It seems like a top-down form of disrespect that is more subtle in its presentation (as compared to Vince Young) but similar in the detrimental effect it has on those employees who essentially are consigned to carry the weight of and dust up after those who can’t or won’t fulfill their role. Maxwell’s *360-degree Leader* gives some ideas for influencing from where you are in the company, but this is a kid-glove topic.

  • http://jeffmcclung.wordpress.com/ Jeff

    Great post Mike. Thank you for outlining these steps so clearly. It seems both firm and fair. These kind of things are definitely a defining moment in any leader and team mates life, and not just professionally. I especially like where you talked about the importance of getting buy-in from your boss and what that may mean if you don’t.

  • Steve in Toronto

    What should you do if your leader is the one being disrespectful to members of the team?

    • http://www.michaelhyatt.com Michael Hyatt

      I would talk to him privately. Explain how it is received and help him see how it may be working against what he is trying to accomplish. If it didn’t stop, I’d look for another opportunity.

      • Deb Kinnard

        Been there, done that, some years ago. The supervisor’s answer was that he was not being disrespectful of anyone and we should look at our own attitudes first.

        The environment is still toxic to this day. Would I could retire and write more books, but that’s not what the Lord has for me yet.

  • http://spudlets.wordpress.com Marc Velazquez

    While Adams may be Fisher’s “manager”, in this situation you have the public as Fisher’s “supervisor”, and all of the attendant media spotlight. The other difficult aspect of this situation is that in the world there are about 20 men with sufficient skills to be considered above average starting NFL quarterbacks. The QB position has the most impact on team performance, so a QB who produces will be cut a great deal of slack on off-field issues.

    While Young may have teammates question the possible “bending” of rules for him, if he plays well and helps them win then the majority will not care (as long as they’re getting paid). As a head coach Fisher has to maintain his integrity with the whole team AND keep winning games. It’s no wonder there is a great amount of turnover of head coaches (two so far this season).

  • http://www.marcmillan.com Marc Millan

    I love this, just another great post that leaders need to read and learn to deal with more and more.

  • http://www.rowentree.com April Rowen

    Though I haven’t been in this position with an employee, I have been with a co-worker. After trying everything in the book to get her to let me do my job in peace, I finally wrote a letter to our supervisor, letting him know what was going on and that I needed help with a solution. He immediately acted on the letter and, after meeting with me, he gave her a ‘talk’. She was much better for a few weeks – dare I say, even pleasant!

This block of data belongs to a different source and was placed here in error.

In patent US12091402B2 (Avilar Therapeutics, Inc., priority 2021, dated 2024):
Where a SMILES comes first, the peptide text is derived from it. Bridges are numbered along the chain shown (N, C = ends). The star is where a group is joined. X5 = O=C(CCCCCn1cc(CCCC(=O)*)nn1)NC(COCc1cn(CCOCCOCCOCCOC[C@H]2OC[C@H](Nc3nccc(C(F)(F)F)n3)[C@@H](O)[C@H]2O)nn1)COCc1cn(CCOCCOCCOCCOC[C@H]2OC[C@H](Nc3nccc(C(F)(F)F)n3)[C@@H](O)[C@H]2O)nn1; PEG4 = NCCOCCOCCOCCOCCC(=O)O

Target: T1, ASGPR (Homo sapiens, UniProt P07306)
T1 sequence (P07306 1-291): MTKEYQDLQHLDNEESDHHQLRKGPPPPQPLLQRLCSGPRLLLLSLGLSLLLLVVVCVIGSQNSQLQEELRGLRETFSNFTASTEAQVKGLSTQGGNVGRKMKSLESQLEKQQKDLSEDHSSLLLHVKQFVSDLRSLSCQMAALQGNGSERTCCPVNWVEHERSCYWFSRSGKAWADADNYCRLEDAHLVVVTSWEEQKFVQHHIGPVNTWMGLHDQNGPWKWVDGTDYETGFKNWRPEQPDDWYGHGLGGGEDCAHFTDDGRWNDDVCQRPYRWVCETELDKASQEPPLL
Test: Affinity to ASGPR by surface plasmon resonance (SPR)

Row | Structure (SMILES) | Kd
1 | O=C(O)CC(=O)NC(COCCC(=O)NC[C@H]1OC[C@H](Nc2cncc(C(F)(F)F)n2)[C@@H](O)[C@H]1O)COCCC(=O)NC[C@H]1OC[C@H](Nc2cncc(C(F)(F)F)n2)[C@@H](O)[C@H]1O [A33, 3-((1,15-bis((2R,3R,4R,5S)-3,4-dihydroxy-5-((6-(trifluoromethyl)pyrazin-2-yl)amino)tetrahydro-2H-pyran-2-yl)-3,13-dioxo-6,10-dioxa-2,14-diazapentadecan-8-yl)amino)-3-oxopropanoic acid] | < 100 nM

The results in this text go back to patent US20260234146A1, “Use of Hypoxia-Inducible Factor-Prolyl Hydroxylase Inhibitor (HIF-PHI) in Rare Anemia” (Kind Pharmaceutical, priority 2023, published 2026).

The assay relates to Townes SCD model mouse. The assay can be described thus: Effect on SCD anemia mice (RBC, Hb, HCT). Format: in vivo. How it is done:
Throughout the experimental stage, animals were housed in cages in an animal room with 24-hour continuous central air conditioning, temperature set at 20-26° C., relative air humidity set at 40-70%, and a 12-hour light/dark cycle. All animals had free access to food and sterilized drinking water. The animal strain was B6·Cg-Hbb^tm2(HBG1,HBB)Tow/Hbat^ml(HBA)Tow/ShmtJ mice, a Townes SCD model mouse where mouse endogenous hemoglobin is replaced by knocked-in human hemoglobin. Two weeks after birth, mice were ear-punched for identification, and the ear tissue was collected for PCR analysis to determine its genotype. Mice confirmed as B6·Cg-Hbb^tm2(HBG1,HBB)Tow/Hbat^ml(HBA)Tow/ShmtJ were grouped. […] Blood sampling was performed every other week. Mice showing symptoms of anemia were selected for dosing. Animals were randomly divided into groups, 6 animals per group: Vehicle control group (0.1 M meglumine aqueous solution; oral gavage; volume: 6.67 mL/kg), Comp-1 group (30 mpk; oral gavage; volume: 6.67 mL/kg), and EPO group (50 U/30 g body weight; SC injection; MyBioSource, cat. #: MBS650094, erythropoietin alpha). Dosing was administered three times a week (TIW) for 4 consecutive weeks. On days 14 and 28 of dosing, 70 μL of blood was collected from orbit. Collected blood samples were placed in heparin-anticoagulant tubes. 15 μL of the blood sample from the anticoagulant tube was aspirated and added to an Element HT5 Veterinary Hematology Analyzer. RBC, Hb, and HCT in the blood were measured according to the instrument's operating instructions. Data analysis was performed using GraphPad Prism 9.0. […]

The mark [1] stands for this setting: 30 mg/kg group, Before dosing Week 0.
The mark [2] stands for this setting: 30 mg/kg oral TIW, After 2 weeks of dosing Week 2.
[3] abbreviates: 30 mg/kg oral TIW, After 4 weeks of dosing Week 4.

Then she got worse. Much worse – yikes! After confronting her gently several times over the course of a few months, I finally wrote another letter to my supervisor, only this time, (gulp) I added in my letter that I couldn’t work with someone who created a toxic work environment. Once again, they talked with her and, though she put on a show whenever management was around, she continued to be uncivil behind their backs.

    I ended up leaving. I wish I hadn’t been such a chicken and had met with my supervisor in person more than write him the two letters. Also, I wish I had given more of an ultimatum… but I would have felt bad for her being fired, even though she should have been years ago! Guess I’m still growing a backbone…

    • http://www.michaelhyatt.com Michael Hyatt

      I know, it is never easy. If it helps, I think you have to see yourself acting not only on your own behalf but on behalf of others. In other words, you are probably not the only one suffering.

  • http://curtismarshall.tumblr.com Curtis Marshall

    I love the practical nature of this post. I think we generally do pretty good until we get to #3. If we are able to secure our supervisor’s support, #4 and #5 aren’t too bad, but if our supervisor says no, it can be VERY difficult to walk way.

    As an officer in the military, walking away is not an option. Regardless of supervisor support, quitting is not an option. In this case, I would recommend practicing conflict resolution. Get to the source of the disrespect… maybe something is going on at home, maybe there’s some miscommunication. Work through the problem if possible.

    Learning to resolve conflict is a valuable skill for a leader as well.

  • Eric Bates

    No one likes confrontation (especially in my Southern U.S. culture). Confrontation done in the right way, however, will often turn smoldering conflict which is destructive to the team into an opportunity for the team to grow.